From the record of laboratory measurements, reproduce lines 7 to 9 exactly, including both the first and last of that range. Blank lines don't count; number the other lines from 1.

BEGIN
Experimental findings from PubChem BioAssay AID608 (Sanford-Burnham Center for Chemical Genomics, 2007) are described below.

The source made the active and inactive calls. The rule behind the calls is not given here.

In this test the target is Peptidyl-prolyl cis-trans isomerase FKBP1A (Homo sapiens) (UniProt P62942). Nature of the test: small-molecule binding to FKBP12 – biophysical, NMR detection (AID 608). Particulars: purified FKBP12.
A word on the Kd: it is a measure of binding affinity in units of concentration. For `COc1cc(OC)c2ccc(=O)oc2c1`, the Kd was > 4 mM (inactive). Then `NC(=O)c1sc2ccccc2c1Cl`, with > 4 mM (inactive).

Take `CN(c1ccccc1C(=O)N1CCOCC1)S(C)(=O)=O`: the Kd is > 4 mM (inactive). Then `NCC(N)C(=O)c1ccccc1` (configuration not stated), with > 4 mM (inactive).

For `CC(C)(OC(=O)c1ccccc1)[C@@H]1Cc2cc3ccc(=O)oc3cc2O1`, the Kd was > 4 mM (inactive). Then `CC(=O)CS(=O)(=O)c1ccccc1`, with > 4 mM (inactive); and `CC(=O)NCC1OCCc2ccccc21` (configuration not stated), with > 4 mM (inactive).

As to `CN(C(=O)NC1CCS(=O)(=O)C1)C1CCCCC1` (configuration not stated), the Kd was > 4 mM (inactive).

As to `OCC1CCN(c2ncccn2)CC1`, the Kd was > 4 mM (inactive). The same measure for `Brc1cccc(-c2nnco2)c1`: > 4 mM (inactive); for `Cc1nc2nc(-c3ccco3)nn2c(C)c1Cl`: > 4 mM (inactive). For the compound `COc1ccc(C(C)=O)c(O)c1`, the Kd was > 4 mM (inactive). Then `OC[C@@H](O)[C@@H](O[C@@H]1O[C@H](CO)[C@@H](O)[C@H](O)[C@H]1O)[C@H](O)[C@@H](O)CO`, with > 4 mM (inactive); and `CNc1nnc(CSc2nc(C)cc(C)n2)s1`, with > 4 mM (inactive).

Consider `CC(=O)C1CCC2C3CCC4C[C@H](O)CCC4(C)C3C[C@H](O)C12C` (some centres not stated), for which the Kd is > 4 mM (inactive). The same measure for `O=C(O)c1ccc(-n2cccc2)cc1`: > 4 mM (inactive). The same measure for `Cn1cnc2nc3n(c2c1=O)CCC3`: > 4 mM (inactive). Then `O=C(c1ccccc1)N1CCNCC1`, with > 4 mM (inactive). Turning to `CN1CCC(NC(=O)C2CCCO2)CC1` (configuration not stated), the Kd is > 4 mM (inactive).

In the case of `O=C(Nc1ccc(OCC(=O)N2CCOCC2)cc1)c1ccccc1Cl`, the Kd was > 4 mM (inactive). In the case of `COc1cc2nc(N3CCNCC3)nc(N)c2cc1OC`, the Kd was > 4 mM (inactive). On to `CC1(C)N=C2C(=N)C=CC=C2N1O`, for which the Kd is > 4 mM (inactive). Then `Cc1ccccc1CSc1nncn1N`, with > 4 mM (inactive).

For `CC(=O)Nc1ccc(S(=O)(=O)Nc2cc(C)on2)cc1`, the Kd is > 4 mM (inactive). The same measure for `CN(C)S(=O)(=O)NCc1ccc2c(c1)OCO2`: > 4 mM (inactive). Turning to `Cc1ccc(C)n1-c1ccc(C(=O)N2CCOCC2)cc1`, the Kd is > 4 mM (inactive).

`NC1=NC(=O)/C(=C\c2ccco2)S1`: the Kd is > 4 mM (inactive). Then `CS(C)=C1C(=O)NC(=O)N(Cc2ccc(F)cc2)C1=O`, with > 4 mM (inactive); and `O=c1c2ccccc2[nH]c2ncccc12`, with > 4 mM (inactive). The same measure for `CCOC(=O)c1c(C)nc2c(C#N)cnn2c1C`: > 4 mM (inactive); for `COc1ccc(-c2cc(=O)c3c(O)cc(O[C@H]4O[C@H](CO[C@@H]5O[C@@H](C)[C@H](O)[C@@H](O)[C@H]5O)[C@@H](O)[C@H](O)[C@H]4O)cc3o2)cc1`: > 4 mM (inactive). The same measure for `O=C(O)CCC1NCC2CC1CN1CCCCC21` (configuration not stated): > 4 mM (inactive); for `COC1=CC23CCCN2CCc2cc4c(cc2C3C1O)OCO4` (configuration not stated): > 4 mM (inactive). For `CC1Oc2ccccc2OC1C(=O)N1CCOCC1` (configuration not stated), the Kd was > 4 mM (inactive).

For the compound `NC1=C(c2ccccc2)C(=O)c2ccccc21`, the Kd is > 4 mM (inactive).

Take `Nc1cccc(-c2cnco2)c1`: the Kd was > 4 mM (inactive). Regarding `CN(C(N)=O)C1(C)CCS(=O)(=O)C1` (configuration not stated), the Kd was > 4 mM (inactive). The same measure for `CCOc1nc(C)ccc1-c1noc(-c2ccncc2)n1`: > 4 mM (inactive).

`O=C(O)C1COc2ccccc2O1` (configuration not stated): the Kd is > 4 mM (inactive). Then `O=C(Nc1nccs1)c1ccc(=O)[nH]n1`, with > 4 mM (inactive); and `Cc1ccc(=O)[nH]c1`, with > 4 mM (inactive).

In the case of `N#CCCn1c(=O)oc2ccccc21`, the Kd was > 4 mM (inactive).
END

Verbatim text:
As to `CN(C(=O)NC1CCS(=O)(=O)C1)C1CCCCC1` (configuration not stated), the Kd was > 4 mM (inactive).

As to `OCC1CCN(c2ncccn2)CC1`, the Kd was > 4 mM (inactive). The same measure for `Brc1cccc(-c2nnco2)c1`: > 4 mM (inactive); for `Cc1nc2nc(-c3ccco3)nn2c(C)c1Cl`: > 4 mM (inactive). For the compound `COc1ccc(C(C)=O)c(O)c1`, the Kd was > 4 mM (inactive). Then `OC[C@@H](O)[C@@H](O[C@@H]1O[C@H](CO)[C@@H](O)[C@H](O)[C@H]1O)[C@H](O)[C@@H](O)CO`, with > 4 mM (inactive); and `CNc1nnc(CSc2nc(C)cc(C)n2)s1`, with > 4 mM (inactive).

Consider `CC(=O)C1CCC2C3CCC4C[C@H](O)CCC4(C)C3C[C@H](O)C12C` (some centres not stated), for which the Kd is > 4 mM (inactive). The same measure for `O=C(O)c1ccc(-n2cccc2)cc1`: > 4 mM (inactive). The same measure for `Cn1cnc2nc3n(c2c1=O)CCC3`: > 4 mM (inactive). Then `O=C(c1ccccc1)N1CCNCC1`, with > 4 mM (inactive). Turning to `CN1CCC(NC(=O)C2CCCO2)CC1` (configuration not stated), the Kd is > 4 mM (inactive).